Elizabeth, whom Mrs. Bennet treats particularly badly, is smart, witty and delivers putdowns like nobody’s business. But even she – who comes closer than any other female character in the novel to establishing herself as a person in her own right and not just as somebody’s future wife – succumbs to Longbourn-ian time. Bereft of other amusements, she turns her attention to the ins and outs of the dinner parties and formal visits that fill the Bennets’ social calendar. Indeed, she “perfectly remember[s] everything that had passed in conversation between Wickham and herself, in their first evening at Mrs. Philips’s” (161). Wickham is handsome, charming and not inexperienced in the art of seduction, but isn’t it a little strange that Elizabeth remembers “everything that had passed in conversation,” several months after the fact? Doesn’t this suggest that, on the whole, her life is a bit of a drag? But, after all, what else – what, apart from parsing the minutiae of every neighborhood get-together, every chance conversation with a good-looking stranger – does she have to do?
Lydia, one of the least sympathetic characters in all of Pride and Prejudice, produces the novel’s most cutting commentary on life at Longbourn. After marrying Wickham, she announces, “My sisters may write to me. They will have nothing else to do,” which is a mean thing to say mostly because it’s true (253). Time doesn’t exactly fly when the sum total of your existence is the pursuit of marriage, when your mother is obsessive and your father apathetic, when a trip to the Lakes with your aunt and uncle is pretty much the highlight of your year.
But here’s the catch: all this daily tedium – every letter, every ball, every excruciating minute – belies the underlying urgency of the Bennets’ lives. When Mr. Bennet dies, his family will lose its home, and unless the Bennet sisters manage to acquire husbands, they won’t have anywhere to go. That’s why Mrs. Bennet insists that “if it was not for the entail, I should not mind…anything,” why she convinces herself that whenever Mr. and Mrs. Collins visit the estate or write a letter to Mr. Bennet or invite Elizabeth to the parsonage, they’re either mocking the Bennet family or considering interior decoration (105). The entail adds existential tension to lives that might otherwise seem leisurely – lives that seem to consist only of 150 million ways to kill time.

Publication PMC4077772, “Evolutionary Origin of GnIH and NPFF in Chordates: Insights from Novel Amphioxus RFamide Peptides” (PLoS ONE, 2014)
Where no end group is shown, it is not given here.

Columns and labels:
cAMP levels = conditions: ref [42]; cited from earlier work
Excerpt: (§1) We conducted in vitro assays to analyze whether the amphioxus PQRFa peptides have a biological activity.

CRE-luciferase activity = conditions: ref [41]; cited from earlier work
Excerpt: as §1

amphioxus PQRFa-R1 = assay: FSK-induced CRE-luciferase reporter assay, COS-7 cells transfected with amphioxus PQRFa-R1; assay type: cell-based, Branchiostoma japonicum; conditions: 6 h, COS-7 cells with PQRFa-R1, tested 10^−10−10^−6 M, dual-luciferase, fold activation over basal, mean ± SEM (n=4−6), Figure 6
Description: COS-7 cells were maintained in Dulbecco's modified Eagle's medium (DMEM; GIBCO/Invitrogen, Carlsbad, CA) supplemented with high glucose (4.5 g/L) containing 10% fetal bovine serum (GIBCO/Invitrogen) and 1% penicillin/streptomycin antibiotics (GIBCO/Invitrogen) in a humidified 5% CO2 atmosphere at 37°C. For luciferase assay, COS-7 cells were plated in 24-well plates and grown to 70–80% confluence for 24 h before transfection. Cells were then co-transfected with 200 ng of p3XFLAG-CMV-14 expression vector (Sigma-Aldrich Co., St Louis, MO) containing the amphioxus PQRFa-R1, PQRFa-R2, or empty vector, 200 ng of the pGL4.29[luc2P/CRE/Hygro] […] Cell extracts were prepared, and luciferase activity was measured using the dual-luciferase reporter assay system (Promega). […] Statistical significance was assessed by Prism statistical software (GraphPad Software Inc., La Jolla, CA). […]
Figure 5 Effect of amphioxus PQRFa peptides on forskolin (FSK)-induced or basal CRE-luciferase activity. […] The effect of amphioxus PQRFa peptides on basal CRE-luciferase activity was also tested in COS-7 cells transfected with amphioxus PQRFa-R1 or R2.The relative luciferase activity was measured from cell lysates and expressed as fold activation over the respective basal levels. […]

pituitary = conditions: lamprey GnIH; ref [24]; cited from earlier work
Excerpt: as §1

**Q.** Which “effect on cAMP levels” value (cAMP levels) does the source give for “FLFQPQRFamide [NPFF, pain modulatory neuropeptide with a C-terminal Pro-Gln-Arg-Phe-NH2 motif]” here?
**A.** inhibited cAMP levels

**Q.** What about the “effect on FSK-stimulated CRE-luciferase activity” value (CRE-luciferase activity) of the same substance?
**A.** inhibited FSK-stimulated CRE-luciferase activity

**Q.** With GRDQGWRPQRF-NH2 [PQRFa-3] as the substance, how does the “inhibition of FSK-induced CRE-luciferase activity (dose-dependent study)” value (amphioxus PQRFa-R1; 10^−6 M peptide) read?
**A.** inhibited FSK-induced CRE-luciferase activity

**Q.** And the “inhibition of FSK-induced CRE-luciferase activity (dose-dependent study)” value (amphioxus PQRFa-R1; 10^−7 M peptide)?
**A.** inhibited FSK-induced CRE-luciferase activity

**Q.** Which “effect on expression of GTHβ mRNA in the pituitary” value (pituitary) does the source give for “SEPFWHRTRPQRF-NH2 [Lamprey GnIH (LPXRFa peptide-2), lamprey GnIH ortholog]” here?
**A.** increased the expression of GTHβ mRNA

Longbourn-ian days move slowly, but Mr. Bennet could drop dead at any moment. Mrs. Bennet is tightly wound because she’s the only person in the family who truly understands the gravity of the situation. When pressed on the subject, Mr. Bennet teases his wife, saying things like “my dear, do not give way to such gloomy thoughts. Let us flatter ourselves that I may be the survivor” (105). Mrs. Bennet is described as “a woman of mean understanding, little information, and uncertain temper,” but stop a moment to consider her predicament (7). Mr. Bennet never saved money for his daughters because he assumed his marriage would eventually yield a son who would inherit the estate and support his sisters and mother. “With a book [Mr. Bennet] is regardless of time,” and it becomes pretty clear that he is just as regardless when he’s not reading; he responds to his wife’s (admittedly pathetic) attempts to marry off her daughters by mocking courtship in general and Mrs. Bennet in particular (12). Mr. Bennet sees only the deceptively slow passage of Longbourn-ian time – the parties and letters and visits from neighbors – and refuses to acknowledge a more pressing countdown, the (potentially imminent) prospect of his own death.